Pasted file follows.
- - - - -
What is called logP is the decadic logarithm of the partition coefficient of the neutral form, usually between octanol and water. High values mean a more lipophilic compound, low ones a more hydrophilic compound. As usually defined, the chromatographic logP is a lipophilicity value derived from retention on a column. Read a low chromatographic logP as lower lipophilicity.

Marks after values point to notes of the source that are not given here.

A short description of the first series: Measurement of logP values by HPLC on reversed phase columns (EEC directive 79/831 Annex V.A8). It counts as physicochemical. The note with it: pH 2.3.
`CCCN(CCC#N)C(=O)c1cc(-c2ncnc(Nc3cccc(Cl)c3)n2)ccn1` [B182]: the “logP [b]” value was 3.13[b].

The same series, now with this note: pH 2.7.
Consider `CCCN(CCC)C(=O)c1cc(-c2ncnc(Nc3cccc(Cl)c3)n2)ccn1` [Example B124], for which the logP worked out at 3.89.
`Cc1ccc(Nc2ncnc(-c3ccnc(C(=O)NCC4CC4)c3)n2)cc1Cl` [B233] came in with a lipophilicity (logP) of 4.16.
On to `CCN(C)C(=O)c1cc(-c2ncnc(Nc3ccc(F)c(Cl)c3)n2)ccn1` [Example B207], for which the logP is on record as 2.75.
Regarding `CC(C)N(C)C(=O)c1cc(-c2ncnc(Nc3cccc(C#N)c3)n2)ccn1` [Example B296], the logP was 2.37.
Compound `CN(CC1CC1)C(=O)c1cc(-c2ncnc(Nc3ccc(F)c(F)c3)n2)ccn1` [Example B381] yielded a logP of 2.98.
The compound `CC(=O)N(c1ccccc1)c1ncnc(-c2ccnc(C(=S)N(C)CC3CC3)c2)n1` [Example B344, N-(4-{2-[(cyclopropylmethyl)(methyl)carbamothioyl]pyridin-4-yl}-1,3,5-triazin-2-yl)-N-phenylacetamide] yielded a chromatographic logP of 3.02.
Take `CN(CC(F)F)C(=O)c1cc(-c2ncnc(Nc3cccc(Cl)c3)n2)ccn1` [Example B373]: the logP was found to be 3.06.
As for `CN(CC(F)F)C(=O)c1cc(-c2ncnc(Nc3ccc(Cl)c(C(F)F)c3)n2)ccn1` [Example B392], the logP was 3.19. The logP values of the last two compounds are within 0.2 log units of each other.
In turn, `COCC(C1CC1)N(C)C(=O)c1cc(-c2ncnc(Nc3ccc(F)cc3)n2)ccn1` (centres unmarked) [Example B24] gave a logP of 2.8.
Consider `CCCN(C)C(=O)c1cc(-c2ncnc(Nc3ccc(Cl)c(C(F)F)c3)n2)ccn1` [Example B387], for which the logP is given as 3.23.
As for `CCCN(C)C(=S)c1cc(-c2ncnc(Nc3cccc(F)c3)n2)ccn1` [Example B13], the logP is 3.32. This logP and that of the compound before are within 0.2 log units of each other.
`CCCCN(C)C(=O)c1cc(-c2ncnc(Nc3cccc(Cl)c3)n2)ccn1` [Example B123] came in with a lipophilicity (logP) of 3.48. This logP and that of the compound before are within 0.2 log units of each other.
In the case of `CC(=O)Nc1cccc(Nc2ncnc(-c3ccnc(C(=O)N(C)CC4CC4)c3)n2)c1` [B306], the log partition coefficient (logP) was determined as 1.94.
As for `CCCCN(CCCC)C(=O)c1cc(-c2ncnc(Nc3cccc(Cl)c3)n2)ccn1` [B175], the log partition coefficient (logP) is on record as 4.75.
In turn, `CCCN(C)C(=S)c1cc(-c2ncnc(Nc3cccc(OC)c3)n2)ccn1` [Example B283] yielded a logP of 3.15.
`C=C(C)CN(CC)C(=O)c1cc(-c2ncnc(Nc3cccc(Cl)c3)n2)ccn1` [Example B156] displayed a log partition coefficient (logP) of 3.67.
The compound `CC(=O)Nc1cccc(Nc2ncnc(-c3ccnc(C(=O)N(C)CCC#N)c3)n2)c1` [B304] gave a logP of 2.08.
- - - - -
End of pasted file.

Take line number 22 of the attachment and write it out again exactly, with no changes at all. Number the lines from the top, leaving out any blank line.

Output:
The compound `CC(=O)Nc1cccc(Nc2ncnc(-c3ccnc(C(=O)N(C)CCC#N)c3)n2)c1` [B304] gave a logP of 2.08.